Google makes finding, converting PDF to HTML even easier
New search options include by specific file format
13 November 2001
Earlier this year, Google became the first major Internet search portal to offer full-text indexing and searchability of Acrobat PDF files. It also provided as part of its search results a link to automated conversions -- to text -- of most PDF-based content, reportedly more than 22 million files.
Recently the search engine expanded the number of non-standard file types it can index, further opening up a previously hidden trove of Internet-based content, commonly referred to as the "Invisible Web." The 12 main file types currently searched by Google (in addition to
standard Web-formatted documents in HTML) are:
- Adobe Portable Document Format (pdf)
- Adobe PostScript (ps)
- Lotus 1-2-3 (wk1, wk2, wk3, wk4, wk5, wki, wks, wku)
- Lotus WordPro (lwp)
- MacWrite (mw)
- Microsoft Excel (xls)
- Microsoft PowerPoint (ppt)
- Microsoft Word (doc)
- Microsoft Works (wks, wps, wdb)
- Microsoft Write (wri)
- Rich Text Format (rtf)
- Text (ans, txt)
Among the enhanced features is the ability to easily and automatically search by specific filetype (shown in dropbox above) -- for example, searching only for PDF files, based on other user-supplied keywords, descriptive information or available search options.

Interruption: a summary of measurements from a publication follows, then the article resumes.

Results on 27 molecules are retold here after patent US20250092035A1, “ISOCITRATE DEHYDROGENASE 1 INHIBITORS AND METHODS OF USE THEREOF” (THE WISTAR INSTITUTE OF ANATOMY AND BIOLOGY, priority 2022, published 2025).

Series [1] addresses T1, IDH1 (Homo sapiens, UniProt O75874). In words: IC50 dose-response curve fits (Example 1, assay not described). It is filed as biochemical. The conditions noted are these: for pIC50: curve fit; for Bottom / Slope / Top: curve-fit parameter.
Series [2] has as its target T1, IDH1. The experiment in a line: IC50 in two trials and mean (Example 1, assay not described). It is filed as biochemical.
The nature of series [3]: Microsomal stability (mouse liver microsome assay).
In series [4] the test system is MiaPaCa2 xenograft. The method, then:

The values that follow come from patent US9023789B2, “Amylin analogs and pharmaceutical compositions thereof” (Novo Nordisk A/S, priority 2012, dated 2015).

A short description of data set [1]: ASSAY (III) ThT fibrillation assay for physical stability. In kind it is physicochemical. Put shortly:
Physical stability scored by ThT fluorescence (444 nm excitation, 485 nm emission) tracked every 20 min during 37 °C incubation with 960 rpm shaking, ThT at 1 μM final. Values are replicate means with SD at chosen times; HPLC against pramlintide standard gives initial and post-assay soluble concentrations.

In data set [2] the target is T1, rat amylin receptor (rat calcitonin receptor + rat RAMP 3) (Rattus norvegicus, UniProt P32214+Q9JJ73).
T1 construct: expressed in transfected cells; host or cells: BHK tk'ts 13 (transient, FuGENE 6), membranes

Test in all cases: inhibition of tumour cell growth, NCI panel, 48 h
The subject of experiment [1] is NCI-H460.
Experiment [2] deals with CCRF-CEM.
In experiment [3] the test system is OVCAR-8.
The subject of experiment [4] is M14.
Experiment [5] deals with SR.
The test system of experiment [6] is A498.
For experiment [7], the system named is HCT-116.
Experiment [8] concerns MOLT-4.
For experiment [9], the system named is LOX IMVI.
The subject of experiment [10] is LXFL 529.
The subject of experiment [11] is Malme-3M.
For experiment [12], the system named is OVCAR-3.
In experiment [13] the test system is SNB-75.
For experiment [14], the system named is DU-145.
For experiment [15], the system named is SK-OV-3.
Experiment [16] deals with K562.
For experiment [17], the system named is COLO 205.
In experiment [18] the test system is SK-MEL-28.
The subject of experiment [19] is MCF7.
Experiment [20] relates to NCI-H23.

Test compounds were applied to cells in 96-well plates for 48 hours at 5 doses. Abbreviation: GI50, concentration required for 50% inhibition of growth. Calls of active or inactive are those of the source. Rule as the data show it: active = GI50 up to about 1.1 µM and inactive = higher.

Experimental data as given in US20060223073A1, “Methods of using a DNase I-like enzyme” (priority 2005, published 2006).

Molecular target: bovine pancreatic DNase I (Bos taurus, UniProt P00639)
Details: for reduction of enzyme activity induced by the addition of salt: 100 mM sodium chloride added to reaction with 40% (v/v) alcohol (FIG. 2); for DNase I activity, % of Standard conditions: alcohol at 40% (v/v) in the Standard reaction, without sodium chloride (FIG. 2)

In Google's search results report, the link to a plain text version of a PDF file's content has been replaced with a link to "View as HTML," an optional method for viewing Google's own "bare bones" version of content in non-native formats. Storing a copy on its own servers is intended to guard against possible virus or worm infections in the original documents.
So how good is Google's automated PDF-to-HTML conversion?
We didn't take the time to conduct a thorough set of tests with a variety of documents, but we did choose one PDF for examination -- a teacher's guide to Picasso: The Early Years [PDF: 276kb] from the National Gallery of Art in Washington, D.C. -- that can pose a challenge for automated conversions: the text is formatted into three vertical columns per page.
Results: Regarding the technical quality of the conversion itself, fairly impressive. It followed the text across the multiple columns very well and the results to contain few mistakes. It maintained active links in the file, as well as italic and bold text styles. [NOTE -- Google converts only the text, not any graphics or formatting.]
You can do more with commercial conversion tools, but for a quick-and-dirty conversion of a PDF to HTML, it's worth a try. The trick, of course, is to get your PDF document indexed by Google's search spider so it appears in its listings.